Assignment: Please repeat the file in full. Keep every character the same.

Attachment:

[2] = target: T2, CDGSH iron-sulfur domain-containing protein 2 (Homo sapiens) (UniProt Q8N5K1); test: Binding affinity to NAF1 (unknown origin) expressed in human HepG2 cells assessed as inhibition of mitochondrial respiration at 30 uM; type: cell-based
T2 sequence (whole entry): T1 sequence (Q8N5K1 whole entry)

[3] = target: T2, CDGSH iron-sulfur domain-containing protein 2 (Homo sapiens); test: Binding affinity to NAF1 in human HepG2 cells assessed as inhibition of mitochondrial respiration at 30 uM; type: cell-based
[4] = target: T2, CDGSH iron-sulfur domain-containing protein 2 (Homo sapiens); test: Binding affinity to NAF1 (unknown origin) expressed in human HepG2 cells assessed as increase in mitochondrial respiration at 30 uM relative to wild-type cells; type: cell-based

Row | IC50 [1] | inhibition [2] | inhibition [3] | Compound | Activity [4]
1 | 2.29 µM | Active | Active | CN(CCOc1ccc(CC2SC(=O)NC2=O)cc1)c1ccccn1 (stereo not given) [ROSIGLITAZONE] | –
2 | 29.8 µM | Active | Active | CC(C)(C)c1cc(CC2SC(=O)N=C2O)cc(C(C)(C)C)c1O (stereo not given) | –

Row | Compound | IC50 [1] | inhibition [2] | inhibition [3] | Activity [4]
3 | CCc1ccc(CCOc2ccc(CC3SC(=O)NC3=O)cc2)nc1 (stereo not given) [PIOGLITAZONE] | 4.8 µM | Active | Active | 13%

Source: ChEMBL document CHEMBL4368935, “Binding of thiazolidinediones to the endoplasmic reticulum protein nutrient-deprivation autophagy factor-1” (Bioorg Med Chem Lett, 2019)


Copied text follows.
[2] = target: T2, CDGSH iron-sulfur domain-containing protein 2 (Homo sapiens) (UniProt Q8N5K1); test: Binding affinity to NAF1 (unknown origin) expressed in human HepG2 cells assessed as inhibition of mitochondrial respiration at 30 uM; type: cell-based
T2 sequence (whole entry): T1 sequence (Q8N5K1 whole entry)

[3] = target: T2, CDGSH iron-sulfur domain-containing protein 2 (Homo sapiens); test: Binding affinity to NAF1 in human HepG2 cells assessed as inhibition of mitochondrial respiration at 30 uM; type: cell-based
[4] = target: T2, CDGSH iron-sulfur domain-containing protein 2 (Homo sapiens); test: Binding affinity to NAF1 (unknown origin) expressed in human HepG2 cells assessed as increase in mitochondrial respiration at 30 uM relative to wild-type cells; type: cell-based

Row | IC50 [1] | inhibition [2] | inhibition [3] | Compound | Activity [4]
1 | 2.29 µM | Active | Active | CN(CCOc1ccc(CC2SC(=O)NC2=O)cc1)c1ccccn1 (stereo not given) [ROSIGLITAZONE] | –
2 | 29.8 µM | Active | Active | CC(C)(C)c1cc(CC2SC(=O)N=C2O)cc(C(C)(C)C)c1O (stereo not given) | –

Row | Compound | IC50 [1] | inhibition [2] | inhibition [3] | Activity [4]
3 | CCc1ccc(CCOc2ccc(CC3SC(=O)NC3=O)cc2)nc1 (stereo not given) [PIOGLITAZONE] | 4.8 µM | Active | Active | 13%

Source: ChEMBL document CHEMBL4368935, “Binding of thiazolidinediones to the endoplasmic reticulum protein nutrient-deprivation autophagy factor-1” (Bioorg Med Chem Lett, 2019)